Priest Stuff

Priest Stuff
Lord, I never wanted to be separated from you.

A Homily on St. Margaret of Scotland (November 16)

Location: Farm Street Church (London, England)
Today, we celebrate the memorial of a woman who possessed beauty and who reigned as queen. No, she was not an ordinary beauty queen; but a real queen who ruled over Scotland under her husband King Malcolm III, and exuded not only external beauty but most importantly, the beauty of her heart for the poor. She was St.Margaret of Scotland.

According to tradition, the family of then Princess Margaret decided to leave England and return to mainland Europe because of political chaos. However, a storm drove their ship north to Scotland, where they sought the protection of King Malcolm III.

Malcolm was probably a widower, and was no doubt attracted by her beauty and the prospect of marrying one of the few remaining members of the Anglo-Saxon royal family. Malcolm and Margaret had 8 children. She was a loving wife and mother.

As Queen, Margaret changed softened the king’s temper that led him to practice great virtue. When he realized how wise his beloved wife was, he listened to her good advice in ruling Scotland. Therefore, Margaret was not just beauty...but brains.

The king and queen prayed together and fed crowds of poor people with their own hands. So, she was not just beauty and brains... but also had a heart for charity.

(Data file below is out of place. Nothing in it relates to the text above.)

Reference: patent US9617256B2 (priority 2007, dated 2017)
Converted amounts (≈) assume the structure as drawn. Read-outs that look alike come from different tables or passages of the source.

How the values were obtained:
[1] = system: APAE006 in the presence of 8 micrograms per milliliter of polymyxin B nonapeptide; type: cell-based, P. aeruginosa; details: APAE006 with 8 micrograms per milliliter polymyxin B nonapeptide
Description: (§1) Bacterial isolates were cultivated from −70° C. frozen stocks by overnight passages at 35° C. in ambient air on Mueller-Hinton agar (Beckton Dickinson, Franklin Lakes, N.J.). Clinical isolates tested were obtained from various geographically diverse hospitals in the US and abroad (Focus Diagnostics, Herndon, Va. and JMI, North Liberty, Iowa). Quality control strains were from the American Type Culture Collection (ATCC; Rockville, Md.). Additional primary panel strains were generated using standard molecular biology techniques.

Margaret was a blessing for all the people of Scotland. Before she came, there was great ignorance and many unacceptable beliefs and practices among them. She made “major, major” reforms such as educational reforms, cultural reforms and religious reforms. She obtained competent teachers for the people. She corrected the evil practices, and built new churches. She even embroidered the priest's vestments herself.



In her last illness, she learned that both her husband and her son, Edward, had been killed in battle. Yet she prayed: "I thank You, Almighty God, for sending me so great a sorrow to purify me from my sins."

She was not just a woman of substance but a woman of faith. There’s nothing extraordinary with what she did. All Christians are called to be charitable. She was an ordinary Christian with an extraordinary love for God, her people and her family which is, for her, the true essence of a woman.

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